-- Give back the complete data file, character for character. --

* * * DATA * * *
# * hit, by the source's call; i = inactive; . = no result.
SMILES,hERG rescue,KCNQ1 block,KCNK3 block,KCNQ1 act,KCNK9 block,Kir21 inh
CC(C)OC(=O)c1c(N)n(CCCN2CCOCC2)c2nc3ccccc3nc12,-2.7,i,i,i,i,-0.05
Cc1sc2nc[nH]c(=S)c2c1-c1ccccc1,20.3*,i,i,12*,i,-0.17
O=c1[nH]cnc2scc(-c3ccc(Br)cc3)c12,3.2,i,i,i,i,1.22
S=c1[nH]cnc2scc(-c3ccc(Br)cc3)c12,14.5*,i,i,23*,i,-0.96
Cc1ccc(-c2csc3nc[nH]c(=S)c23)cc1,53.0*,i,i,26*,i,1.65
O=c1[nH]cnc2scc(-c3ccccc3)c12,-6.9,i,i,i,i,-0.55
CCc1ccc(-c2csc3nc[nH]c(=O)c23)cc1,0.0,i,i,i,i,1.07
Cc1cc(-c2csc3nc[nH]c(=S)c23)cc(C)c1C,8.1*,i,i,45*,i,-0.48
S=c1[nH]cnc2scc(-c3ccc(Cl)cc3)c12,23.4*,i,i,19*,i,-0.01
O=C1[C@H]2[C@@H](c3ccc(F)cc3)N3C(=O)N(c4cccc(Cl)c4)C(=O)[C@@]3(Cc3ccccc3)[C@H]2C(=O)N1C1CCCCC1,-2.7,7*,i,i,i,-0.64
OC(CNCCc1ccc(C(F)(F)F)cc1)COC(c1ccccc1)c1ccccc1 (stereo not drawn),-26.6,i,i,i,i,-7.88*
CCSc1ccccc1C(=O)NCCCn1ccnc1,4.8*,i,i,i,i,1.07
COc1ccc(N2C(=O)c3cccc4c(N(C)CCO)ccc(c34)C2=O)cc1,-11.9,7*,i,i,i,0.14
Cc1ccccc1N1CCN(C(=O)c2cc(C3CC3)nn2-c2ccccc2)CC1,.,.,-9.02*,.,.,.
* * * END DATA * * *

# * hit, by the source's call; i = inactive; . = no result.
SMILES,hERG rescue,KCNQ1 block,KCNK3 block,KCNQ1 act,KCNK9 block,Kir21 inh
CC(C)OC(=O)c1c(N)n(CCCN2CCOCC2)c2nc3ccccc3nc12,-2.7,i,i,i,i,-0.05
Cc1sc2nc[nH]c(=S)c2c1-c1ccccc1,20.3*,i,i,12*,i,-0.17
O=c1[nH]cnc2scc(-c3ccc(Br)cc3)c12,3.2,i,i,i,i,1.22
S=c1[nH]cnc2scc(-c3ccc(Br)cc3)c12,14.5*,i,i,23*,i,-0.96
Cc1ccc(-c2csc3nc[nH]c(=S)c23)cc1,53.0*,i,i,26*,i,1.65
O=c1[nH]cnc2scc(-c3ccccc3)c12,-6.9,i,i,i,i,-0.55
CCc1ccc(-c2csc3nc[nH]c(=O)c23)cc1,0.0,i,i,i,i,1.07
Cc1cc(-c2csc3nc[nH]c(=S)c23)cc(C)c1C,8.1*,i,i,45*,i,-0.48
S=c1[nH]cnc2scc(-c3ccc(Cl)cc3)c12,23.4*,i,i,19*,i,-0.01
O=C1[C@H]2[C@@H](c3ccc(F)cc3)N3C(=O)N(c4cccc(Cl)c4)C(=O)[C@@]3(Cc3ccccc3)[C@H]2C(=O)N1C1CCCCC1,-2.7,7*,i,i,i,-0.64
OC(CNCCc1ccc(C(F)(F)F)cc1)COC(c1ccccc1)c1ccccc1 (stereo not drawn),-26.6,i,i,i,i,-7.88*
CCSc1ccccc1C(=O)NCCCn1ccnc1,4.8*,i,i,i,i,1.07
COc1ccc(N2C(=O)c3cccc4c(N(C)CCO)ccc(c34)C2=O)cc1,-11.9,7*,i,i,i,0.14
Cc1ccccc1N1CCN(C(=O)c2cc(C3CC3)nn2-c2ccccc2)CC1,.,.,-9.02*,.,.,.